Constance Feleus had a talent for bringing art to life.
Known in the Seattle area for her “sculptured scenes,” Constance had developed a technique for turning two-dimensional artwork into three-dimensional masterpieces.
Constance was so precise in cutting, curving, and layering paper that the artwork appeared seamless and without layers even when viewed from the side. “The way she did it was like nothing else out there,” said her daughter, Katherine Chapel, recalling the level of detail required to execute these pieces.
Much of the artwork stayed within the family – but one piece in particular was sold. “She was in a bad marriage,” said Katherine. “So she used her only skill that she could to get out. She gave the divorce lawyer the picture she had done at the time to fund her divorce."
Constance reunited with Katherine’s natural father afterwards, an event chronicled in the local news.
In January 2016, Constance passed away, and Katherine set about sorting through her belongings. Each of the children had received at least one art piece, but Katherine thought it would be nice to recover the lost piece Constance had sold for the divorce.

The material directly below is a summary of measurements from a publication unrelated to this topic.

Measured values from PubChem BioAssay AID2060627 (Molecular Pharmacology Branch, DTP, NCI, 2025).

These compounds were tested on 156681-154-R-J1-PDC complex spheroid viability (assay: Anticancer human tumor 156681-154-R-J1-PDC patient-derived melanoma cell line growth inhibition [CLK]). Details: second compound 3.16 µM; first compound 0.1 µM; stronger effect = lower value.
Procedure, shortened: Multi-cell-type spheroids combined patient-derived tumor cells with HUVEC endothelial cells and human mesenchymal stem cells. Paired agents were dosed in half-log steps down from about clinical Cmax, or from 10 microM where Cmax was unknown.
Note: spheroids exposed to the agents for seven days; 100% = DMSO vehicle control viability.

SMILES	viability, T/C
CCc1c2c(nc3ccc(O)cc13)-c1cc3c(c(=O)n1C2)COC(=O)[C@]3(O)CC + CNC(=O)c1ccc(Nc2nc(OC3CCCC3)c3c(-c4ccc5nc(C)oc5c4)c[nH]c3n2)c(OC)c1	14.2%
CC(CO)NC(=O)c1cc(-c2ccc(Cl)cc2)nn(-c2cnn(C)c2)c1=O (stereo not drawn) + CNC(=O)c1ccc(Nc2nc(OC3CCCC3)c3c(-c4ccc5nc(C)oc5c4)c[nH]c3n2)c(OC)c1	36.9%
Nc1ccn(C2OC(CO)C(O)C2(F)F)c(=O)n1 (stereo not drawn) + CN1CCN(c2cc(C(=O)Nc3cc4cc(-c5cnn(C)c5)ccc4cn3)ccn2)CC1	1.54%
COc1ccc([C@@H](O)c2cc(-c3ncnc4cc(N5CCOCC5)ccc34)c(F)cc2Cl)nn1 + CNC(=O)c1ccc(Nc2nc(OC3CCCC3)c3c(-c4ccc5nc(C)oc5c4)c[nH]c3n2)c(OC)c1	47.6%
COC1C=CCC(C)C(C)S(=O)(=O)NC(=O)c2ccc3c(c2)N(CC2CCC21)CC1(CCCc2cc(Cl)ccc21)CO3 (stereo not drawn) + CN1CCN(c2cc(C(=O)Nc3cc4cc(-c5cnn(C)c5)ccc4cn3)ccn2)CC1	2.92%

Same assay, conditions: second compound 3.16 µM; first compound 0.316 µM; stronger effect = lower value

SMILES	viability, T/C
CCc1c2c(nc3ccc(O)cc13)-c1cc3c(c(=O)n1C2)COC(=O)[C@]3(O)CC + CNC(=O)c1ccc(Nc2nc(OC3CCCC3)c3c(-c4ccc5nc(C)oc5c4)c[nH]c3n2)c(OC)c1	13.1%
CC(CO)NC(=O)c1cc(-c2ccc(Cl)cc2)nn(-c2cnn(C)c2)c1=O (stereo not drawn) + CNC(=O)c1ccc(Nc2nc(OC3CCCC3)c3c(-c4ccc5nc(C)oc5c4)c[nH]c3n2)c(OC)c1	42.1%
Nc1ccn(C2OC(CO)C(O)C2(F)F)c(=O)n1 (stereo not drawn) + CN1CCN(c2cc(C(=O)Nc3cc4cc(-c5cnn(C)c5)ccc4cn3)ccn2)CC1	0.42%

On a whim, she tried searching on eBay for “Anton Pieck,” her mother’s favorite artist that she recreated in 3D - and up came her picture.
“I was in shock for hours. I couldn’t talk. The chances of that happening!” said Katherine, describing the experience.
Constance had used a particular frame that had a golden and tortoise design. “The seller took really good pictures of it, and I was able to blow it up on my cell phone and look at the details of the picture,” said Katherine. “That’s why when this picture came up on eBay, I knew – ‘That’s Mom’s.’”
“Just to see it there in my home, and know that it’s there - it’s wonderful. To think that in 1978 when she did it, and now, to get back to me, 38 years later, blows my mind.”